Noted author delivers 2019 John L. Hatfield ‘67 Lecture Twitter
By Stephen Wilson
When Los Angeles Public Library caught fire in 1986, the blaze burned for seven and a half hours, reaching temperatures of 2,500 degrees. Four hundred thousand books were burned and 700,000 more were damaged, in addition to other artifacts. While the fire caused $22 million in damage, so much more was lost according to noted author Susan Orlean—the collective memory, culture, and story of a community institution.
On campus to deliver the 2019 John L. Hatfield ’67 Lecture, titled “Shelf Awareness: Finding Myself in the Library,” Orlean spoke about the fire and the role the library plays in society from her recent work, The Library Book. She then visited a journalism course and discussed the art and craft of writing with students.
Here are some of the ideas she discussed in the lecture:
Place of Autonomy
Orlean made regular visits to the library as a child. It was a trip she and her mother took together. Like many of us who have shared such an experience, we remember what she described: “On those visits, my mother and I walked in together, but as soon as we passed through the door, we split up and each headed to our favorite section. Even when I was maybe 4 or 5 years old, I was allowed to head off on my own.”
Place of Bounty
Any book. Any subject. Any number. “I loved wandering around the bookshelves, scanning the spines until something happened to catch my eye. It wasn’t like going to the store with my mom, which guaranteed a tug-of-war between what I wanted and what my mother was willing to buy me; in the library I could have anything I wanted,” Orlean read. When she thought she had completed her research for the book, a reference librarian pulled out 78 more boxes about the library from the rare book room. Done indeed!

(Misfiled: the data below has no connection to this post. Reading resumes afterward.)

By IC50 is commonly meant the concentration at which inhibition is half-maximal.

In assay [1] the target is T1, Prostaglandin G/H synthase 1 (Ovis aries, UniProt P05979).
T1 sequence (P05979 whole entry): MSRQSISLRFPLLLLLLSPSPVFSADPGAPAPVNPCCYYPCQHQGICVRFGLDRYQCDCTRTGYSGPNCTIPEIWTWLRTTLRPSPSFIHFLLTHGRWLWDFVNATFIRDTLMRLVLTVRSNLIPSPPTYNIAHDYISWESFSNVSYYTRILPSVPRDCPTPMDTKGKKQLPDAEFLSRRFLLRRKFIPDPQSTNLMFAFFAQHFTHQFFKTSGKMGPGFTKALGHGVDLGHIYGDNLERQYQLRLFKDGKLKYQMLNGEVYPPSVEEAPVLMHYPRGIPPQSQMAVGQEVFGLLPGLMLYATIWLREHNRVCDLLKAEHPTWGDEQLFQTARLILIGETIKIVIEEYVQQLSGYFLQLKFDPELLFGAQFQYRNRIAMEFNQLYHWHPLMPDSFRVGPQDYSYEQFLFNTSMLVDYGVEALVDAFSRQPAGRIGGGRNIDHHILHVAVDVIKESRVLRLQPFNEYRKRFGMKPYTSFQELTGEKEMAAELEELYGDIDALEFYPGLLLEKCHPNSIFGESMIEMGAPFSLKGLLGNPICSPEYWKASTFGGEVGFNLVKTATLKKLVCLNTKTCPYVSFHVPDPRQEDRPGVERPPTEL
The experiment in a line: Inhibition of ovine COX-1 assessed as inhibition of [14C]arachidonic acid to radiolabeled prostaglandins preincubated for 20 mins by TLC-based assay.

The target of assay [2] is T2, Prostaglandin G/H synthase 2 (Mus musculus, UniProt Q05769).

Place of Beauty
When she first walked into Los Angeles Public Library, she felt as if the building itself was a book with inscriptions from books, about books, and about libraries carved into the walls. “Philosophical declarations in English and Latin were carved across the building’s face like an ancient ticker tape. Compared to the mute towers around it, the library seemed more a proclamation than a building,” she read.
Place of Togetherness
There are young readers and their mothers, like her memory of childhood, but the library is so much more. Teens working on research papers. Newspaper readers. Internet users. Tax preparers. A gathering place for clubs and homeless. People searching their ancestry. Borrowers of books, music, and DVDs. All members of a community coming together. “It’s as if there was a Venn diagram that linked Los Angeles, the library, and unusual people,” she said.
Place to Soften Solitude
Orlean read, “A library is a good place to soften solitude; a place where you feel part of a conversation that has gone on for hundreds and hundreds of years even when you are all alone. The library is a whispering post. You don’t need to take a book off a shelf to know there is a voice inside that is waiting to speak to you, and behind that was someone who truly believed that if he or she spoke, someone would listen. It was that affirmation that always amazed me. Even the oddest most particular book was written with that kind of crazy courage—the writer’s belief that someone would find his or her book important to read.”
Place of Safety
She discussed the burning of libraries. While often caused by neglect or accident, some fires are deliberately set, like those during World War II when a Nazi team was tasked with destroying libraries as outlined in a United Nations Educational, Scientific, and Cultural Organization report. “We think of libraries as safe places,” she said. “Destroying one shows others can wipe the memory of a culture. In essence saying, ‘Your story means little.’”
Place of the Immortal Mind
Orlean mentioned an expression used in Senegal when a person dies that translates into his or her library has burned. “People contain volumes of experiences, histories, narratives they tell themselves, and fantasies,” she said. “The human mind is mortal. It will burn; whereas a library is meant to be immortal.” She said there was an urgency to write this book as her mother, the person who helped shape Orlean’s library life, was diagnosed with dementia. “I watched as her library burned,” she said.
The Hatfield Lecture is made possible by the generosity of John L. Hatfield ’67. The lecture is sponsored by the Lafayette libraries and Friends of Skillman Library to bring a noted author to campus.